Mar 6, 2019 | By Thomas

3F Studio has partnered with David Wolfertstetter Architektur and Architekten Schmidt-Schicketanz und Partner GmbH in the development of a 3D printed façade, which will serve as the new entrance of the Deutsches Museum in Munich, Germany. The German-based startup, founded by Moritz Mungenast, Oliver Tessin and Luc Morroni, originates from the research project Fluid Morphology, a multifunctional, translucent 3D printed façade application, developed at the Associate Professorship of Architectural Design and Building Envelope at the Technical University of Munich (TUM).

© Visualisation:

Each 3D printed facade element, measuring 60 centimeters wide and one meter high, integrates functions such as ventilation, insulation, and shading, while the transparent printed plastic of the elements looks a darn sight sleeker than the layered concrete blobs we’re used to seeing. Amazingly, the 3D printed facade elements are also weatherproof.

Some of these functions are provided by cells inside the elements which provide stability while creating air-filled cavities for insulation. Shadows are created by waves in the material, diffusing light in a manner specified by the architect, and embedded tubes allow air to circulate from one side of the 3D printed element to the other.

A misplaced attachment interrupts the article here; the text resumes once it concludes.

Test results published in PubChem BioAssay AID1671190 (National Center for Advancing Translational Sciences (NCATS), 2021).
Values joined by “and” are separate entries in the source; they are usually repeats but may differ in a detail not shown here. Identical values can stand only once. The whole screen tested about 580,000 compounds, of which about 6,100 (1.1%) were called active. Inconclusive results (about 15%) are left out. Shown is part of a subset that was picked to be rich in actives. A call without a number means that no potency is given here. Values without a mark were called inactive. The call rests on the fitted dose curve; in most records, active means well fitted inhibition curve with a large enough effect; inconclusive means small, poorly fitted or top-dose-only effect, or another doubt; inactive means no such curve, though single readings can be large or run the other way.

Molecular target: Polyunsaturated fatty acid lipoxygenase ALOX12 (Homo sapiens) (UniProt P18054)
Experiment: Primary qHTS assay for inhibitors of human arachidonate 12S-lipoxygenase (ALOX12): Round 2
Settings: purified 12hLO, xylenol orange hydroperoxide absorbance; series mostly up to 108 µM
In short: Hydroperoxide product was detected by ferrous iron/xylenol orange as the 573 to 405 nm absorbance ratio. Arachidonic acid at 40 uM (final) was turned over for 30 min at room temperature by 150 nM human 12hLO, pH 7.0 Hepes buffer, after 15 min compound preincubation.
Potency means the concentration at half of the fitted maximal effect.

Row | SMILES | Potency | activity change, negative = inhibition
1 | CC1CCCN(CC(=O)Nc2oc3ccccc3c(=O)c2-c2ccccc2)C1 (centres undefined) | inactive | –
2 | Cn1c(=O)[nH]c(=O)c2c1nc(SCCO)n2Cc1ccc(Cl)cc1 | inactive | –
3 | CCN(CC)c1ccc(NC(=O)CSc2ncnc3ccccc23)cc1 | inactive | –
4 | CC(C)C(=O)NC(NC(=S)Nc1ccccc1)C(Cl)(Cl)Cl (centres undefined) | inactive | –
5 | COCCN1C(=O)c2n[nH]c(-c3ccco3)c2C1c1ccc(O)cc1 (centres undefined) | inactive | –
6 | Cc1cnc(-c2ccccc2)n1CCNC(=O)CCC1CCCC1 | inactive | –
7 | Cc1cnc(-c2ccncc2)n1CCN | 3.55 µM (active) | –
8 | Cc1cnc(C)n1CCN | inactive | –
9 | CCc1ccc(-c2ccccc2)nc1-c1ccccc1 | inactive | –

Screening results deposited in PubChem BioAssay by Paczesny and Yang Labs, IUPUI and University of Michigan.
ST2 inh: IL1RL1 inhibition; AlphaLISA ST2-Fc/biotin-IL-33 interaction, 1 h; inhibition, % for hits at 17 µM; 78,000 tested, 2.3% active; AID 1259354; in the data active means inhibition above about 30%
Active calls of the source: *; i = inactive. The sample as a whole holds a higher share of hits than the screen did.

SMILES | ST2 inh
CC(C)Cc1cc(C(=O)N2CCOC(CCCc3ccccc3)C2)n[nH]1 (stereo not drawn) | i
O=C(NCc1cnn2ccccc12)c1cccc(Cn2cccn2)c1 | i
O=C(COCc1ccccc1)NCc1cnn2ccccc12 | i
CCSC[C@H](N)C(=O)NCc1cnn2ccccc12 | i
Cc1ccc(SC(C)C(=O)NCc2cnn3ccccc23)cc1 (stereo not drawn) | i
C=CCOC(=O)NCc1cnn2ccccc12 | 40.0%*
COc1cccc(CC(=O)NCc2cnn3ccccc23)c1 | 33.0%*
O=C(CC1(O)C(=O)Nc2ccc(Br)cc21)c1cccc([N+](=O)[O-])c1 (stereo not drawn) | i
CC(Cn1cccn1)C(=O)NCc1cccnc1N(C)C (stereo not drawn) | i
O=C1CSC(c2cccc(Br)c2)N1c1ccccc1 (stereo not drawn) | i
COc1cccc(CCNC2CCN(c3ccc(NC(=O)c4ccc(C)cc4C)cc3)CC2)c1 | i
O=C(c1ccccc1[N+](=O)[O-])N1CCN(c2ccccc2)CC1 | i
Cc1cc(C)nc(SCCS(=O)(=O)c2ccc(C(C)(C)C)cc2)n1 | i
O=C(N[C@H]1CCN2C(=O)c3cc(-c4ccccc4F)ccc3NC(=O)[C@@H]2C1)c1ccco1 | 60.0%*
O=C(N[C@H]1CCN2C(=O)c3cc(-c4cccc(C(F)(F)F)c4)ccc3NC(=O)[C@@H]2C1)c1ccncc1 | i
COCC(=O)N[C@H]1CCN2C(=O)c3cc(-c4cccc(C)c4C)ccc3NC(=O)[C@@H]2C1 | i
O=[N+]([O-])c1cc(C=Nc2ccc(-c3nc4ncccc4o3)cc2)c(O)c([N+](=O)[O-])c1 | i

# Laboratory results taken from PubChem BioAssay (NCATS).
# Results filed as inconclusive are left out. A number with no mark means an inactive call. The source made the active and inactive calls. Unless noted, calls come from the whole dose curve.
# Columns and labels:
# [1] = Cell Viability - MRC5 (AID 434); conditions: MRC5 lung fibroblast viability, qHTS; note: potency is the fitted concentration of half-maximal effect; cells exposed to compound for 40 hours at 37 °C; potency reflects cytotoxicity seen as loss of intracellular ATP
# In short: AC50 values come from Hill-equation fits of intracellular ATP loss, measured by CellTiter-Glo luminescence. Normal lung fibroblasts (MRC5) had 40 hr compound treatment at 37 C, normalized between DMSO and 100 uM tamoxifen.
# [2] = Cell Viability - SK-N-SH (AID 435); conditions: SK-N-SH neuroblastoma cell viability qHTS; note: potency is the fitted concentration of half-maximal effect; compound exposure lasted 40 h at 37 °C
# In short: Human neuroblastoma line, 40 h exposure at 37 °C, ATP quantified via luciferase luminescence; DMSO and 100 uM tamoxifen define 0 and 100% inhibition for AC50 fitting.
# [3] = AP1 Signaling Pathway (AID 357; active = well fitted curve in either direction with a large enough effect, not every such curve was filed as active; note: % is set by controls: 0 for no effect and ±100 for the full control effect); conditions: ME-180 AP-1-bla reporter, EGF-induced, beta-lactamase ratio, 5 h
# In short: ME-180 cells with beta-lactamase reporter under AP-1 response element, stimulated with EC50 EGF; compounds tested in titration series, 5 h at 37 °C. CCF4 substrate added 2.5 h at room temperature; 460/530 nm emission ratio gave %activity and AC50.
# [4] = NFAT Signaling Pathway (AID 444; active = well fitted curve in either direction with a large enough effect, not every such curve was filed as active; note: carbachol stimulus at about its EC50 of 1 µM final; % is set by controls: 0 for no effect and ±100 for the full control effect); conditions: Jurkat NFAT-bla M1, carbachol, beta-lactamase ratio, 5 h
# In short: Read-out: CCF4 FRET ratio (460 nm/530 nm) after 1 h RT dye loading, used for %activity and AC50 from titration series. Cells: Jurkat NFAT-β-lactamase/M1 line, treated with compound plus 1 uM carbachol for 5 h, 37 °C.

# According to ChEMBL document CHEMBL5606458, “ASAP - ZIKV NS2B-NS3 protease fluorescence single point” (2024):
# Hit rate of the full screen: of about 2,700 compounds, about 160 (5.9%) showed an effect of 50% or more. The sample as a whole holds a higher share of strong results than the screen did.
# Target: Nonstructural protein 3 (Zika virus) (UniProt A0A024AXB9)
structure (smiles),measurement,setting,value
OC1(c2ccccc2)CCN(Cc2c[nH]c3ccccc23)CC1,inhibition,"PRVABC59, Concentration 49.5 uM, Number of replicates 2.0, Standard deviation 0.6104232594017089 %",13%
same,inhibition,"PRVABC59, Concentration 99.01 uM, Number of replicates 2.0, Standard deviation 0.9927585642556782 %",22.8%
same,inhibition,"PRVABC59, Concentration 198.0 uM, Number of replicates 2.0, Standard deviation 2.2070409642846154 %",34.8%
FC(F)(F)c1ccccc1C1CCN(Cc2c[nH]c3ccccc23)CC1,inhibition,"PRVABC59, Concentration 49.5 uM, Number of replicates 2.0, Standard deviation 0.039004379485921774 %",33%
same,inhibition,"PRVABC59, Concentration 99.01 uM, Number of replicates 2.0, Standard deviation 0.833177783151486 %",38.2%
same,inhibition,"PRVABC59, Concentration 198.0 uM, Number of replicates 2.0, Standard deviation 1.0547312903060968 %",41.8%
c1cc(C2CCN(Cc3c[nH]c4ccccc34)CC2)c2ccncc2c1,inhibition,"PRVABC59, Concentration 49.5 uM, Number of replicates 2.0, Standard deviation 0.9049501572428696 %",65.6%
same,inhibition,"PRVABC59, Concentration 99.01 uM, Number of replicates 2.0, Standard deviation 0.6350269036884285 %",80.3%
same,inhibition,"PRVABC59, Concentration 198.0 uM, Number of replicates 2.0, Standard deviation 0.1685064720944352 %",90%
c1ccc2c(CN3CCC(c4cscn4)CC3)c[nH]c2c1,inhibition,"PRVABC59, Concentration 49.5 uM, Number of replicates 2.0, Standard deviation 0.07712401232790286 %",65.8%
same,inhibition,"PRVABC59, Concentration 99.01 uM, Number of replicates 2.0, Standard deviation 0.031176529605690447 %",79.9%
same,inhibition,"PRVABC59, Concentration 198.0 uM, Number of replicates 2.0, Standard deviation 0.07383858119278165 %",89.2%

The facade elements—made using FDM 3D printing with a polycarbonate material—even provide tunable acoustics, with the micro-structured surface of the 3D printed plastic allowing sound waves to pass and reflect in certain ways. The 3D printed facade elements were made using a 3D printer from Delta Tower, a Swiss 3D printer company.

“3D printing opens up design possibilities that were unthinkable in the past,” said Moritz Mungenast, architect and research fellow at the Associate Professorship of Architectural Design and Building Envelope at TUM. “We can take advantage of this freedom to integrate functions such as ventilation, shading, and air conditioning. This eliminates the previous need for expensive sensors, control programs, and motors.”

Besides functional elements, the 3D printed facade elements also look incredible, resulting in a veil-like cladding when assembled in large quantities.

“Design and function are closely interdependent,” Mungenast explains, in relation to the 3D printed facade’s uneven and fluid surface shape. “For example, we can arrange the waves so that they protect the facade from heat in the summer and let in as much light as possible in the winter.”

All images credit: Andreas Heddergott / TUM

The 3D printed elements are showing huge promise, but more tests need to be carried out before they can be certified for functions like UV protection and weatherproofing. A 1.6 x 2.8-meter section of the façade is being set up at the main building of the TUM in Munich, where for one year, sensors will collect relevant data to help architects improve design.

The long-term goal is to have these 3D printable facade elements incorporated into buildings like museums, libraries, shopping centers, and assembly rooms. Researchers are planning for the 3D-printed façade to be used as the new entrance to the Deutsches Museum in Munich.



Posted in 3D Printing Application



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